Score: 0



Posted by Jay:
Even better would be if the star could have 3 states because there are degrees of urgency. I imagine it as a 3-state toggle (rather than another droplist) that toggles between red, yellow, blank (meaning high, med, low).


Urgent vs. Important is tricky. I've tried may different approaches through the years (since reading Covey), but I'm still not satisfied. The key issue for me is that by nature, I really want to make my Important items the top priority, but I don't dare do it because the Urgent items will bite your backside.

I love the notion of using Next Actions for what's next, but frankly, I have a lot of moving parts in my life and I choose not to dedicate the time needed to manage using Next Actions or Due Dates as both require maintenance that I don't find worth the effort. Also, with due dates, I can't tell the difference between hard due dates and a "want to" due dates.

During my weekly review, I tag my This Week items (in all folders for all contexts) as "Next Actions". Then I use the star to mark the First Things First items and my must dos. During the week, I use the Next Action filter to focus on my items for the week, and the stars help me keep track of my urgent and important tasks.

I second Jay's idea for more star colors to deal with degree of urgency. Frankly, this is the one thing I really miss from Vitalist. They really did their stars well.

I would REALLY LOVE to have the ability to use star colors to give me a visual "priority" within the Status. Red means Urgent. Green means Important. Blue means whatever.

Having the extra stars would allow me to use my weekly review to set up my week like today, except that I could visually spot my key items once all hell breaks loose during the week.

Just some thoughts!


This message was edited Feb 08, 2009.
J-Mac

Posted: Feb 11, 2009
Score: 0



One thing that I have done to help me with urgent (but not really important) tasks is to reserve one of the priority settings for urgent tasks, and also use stars for urgency.

Presently if I have an urgent but not important tasks it is listed as "High" priority and it is starred. Nothing else gets the "high" priority designation. If any task is truly vital, important, then it automatically gets the "Top" priority designation from me. Medium is for tasks that need to get done but are neither urgent nor important. Low priority is reserved for "Someday/Maybe" tasks.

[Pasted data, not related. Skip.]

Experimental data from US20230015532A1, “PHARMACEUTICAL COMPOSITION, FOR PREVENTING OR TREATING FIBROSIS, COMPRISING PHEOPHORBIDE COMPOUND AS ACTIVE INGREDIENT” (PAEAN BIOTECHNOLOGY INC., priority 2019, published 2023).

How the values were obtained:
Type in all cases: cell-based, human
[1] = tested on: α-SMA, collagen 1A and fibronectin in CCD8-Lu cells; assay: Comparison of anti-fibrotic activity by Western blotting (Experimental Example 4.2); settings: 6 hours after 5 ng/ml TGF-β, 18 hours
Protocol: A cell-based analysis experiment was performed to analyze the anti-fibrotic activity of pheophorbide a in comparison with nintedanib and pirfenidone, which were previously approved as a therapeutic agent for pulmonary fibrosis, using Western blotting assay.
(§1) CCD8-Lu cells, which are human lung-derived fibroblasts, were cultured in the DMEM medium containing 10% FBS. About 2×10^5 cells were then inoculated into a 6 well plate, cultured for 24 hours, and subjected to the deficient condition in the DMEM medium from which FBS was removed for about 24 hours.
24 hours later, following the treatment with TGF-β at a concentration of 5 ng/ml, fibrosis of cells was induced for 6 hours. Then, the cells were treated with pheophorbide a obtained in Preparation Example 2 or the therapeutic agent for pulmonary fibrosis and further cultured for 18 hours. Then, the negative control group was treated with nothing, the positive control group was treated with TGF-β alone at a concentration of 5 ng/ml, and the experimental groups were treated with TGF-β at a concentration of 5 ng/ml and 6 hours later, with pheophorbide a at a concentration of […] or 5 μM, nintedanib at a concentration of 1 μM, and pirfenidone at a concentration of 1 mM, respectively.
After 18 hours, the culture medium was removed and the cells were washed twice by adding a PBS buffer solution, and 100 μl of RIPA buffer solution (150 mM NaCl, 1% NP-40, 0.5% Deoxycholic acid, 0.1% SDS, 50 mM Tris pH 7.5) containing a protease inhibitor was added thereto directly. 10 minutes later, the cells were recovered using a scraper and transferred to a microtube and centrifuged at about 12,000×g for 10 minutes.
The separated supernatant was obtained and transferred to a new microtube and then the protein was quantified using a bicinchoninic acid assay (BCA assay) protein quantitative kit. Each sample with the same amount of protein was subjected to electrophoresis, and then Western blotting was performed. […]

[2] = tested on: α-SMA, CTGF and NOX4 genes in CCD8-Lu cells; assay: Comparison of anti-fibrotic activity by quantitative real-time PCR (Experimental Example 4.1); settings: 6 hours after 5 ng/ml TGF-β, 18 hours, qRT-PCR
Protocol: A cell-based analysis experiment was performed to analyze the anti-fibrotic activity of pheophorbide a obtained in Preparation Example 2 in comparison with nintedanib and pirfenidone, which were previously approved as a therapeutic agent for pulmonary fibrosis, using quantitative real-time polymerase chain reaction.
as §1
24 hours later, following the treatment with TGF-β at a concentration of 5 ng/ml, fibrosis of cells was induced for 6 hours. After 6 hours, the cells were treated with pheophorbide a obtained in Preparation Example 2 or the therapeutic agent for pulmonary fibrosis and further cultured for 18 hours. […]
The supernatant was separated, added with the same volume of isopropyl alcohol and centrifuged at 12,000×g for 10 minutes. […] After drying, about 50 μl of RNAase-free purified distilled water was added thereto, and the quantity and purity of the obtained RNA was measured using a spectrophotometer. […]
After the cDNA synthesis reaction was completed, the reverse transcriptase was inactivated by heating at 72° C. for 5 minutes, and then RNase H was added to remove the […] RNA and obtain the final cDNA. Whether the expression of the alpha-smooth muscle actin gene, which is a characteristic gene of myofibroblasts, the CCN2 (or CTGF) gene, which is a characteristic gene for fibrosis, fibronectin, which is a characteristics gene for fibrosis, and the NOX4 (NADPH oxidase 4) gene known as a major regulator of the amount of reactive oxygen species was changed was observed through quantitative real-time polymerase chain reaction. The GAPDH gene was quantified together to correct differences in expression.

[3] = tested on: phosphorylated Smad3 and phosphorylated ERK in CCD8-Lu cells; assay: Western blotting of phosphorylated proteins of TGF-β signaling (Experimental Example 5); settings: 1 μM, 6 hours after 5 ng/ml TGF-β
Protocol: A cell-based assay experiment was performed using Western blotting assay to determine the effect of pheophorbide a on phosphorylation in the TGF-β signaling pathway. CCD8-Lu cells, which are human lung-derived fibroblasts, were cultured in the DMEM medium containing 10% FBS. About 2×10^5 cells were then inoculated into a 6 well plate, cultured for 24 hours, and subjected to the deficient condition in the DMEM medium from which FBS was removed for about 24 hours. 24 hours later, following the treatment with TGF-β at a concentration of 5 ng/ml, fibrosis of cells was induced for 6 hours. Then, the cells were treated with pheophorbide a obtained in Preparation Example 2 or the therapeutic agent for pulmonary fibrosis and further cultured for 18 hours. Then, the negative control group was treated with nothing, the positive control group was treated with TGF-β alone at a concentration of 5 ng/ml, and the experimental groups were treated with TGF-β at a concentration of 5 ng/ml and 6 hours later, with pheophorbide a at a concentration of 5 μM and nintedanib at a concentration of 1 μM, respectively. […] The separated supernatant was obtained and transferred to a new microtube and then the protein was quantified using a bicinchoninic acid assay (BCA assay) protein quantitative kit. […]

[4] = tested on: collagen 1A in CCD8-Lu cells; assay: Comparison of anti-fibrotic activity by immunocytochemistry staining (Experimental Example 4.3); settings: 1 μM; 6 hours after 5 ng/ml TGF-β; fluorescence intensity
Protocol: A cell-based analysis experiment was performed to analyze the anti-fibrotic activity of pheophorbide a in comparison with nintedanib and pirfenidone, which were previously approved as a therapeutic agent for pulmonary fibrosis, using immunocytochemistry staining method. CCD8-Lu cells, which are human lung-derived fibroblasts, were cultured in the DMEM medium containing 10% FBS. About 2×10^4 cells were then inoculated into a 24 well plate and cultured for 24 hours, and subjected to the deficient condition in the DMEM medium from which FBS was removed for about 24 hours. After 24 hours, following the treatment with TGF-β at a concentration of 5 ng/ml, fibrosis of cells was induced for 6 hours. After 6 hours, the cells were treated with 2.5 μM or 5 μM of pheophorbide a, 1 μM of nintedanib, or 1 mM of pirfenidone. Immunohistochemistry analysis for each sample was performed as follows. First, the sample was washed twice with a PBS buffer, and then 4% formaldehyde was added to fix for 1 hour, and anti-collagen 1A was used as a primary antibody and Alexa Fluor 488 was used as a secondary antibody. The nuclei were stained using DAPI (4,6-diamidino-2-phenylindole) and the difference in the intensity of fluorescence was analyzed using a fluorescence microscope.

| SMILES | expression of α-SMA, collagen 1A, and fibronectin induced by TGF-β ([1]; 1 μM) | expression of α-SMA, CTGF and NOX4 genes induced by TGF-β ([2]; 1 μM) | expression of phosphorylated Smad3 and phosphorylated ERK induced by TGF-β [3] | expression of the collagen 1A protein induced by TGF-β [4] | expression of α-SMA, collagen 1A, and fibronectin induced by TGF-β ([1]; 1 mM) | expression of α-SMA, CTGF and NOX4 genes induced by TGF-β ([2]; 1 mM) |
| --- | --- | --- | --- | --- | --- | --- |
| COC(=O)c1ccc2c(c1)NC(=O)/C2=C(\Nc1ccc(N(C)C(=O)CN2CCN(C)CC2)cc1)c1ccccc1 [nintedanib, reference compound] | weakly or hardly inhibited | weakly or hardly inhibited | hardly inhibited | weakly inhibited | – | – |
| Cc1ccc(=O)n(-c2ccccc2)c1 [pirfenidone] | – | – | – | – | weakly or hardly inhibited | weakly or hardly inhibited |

If a four-square Urgent/Important grid is ever added to Toodledo I would use it. But I don't see that coming anytime soon, though. (If it doesn't add to iPhone usage, then it is "Really, Really Low" priority on the features list, methinks).

Jim


This message was edited Feb 11, 2009.
ben

Posted: Apr 09, 2009
Score: 0



I am new to ToodleDo, but have set up my Outlook to calculate a "priority" by using separate importance and urgency fields. The importance has three levels - essential to accomplishing goals(=3), helpful (=2), and not really goal related (=1). Urgency goes from "critical" - meaning that I have to drop everything to get it done on time (=5), "urgent" (=4), "on-track" (=3), "float" (=2), "no deadline" (=1).

If you multiply them together, you get a pretty good sort order that only pulls less important tasks to the top of the list if they are relatively urgent.

I would love to add a factor that looks at estimated work before "hard" deadline tasks yet - but it looks like ToodleDo does that part already.
saskia.x

Posted: Apr 16, 2009
Score: 1



After much experimentation I've settled on a system that works well for me (especially in conjunction with the importance algorithm). In order to get it to work, though, I had to think about importance/urgency slightly differently. Rather than treating them as two separate entities, I ask myself "when would I like to have done this task by, and how essential is it that this task is done by that date?", and use a combination of the priority, due date & star to indicate this (the star acts as a "bump" to raise the importance level by 1 to enable a more fine-grained answer to the question).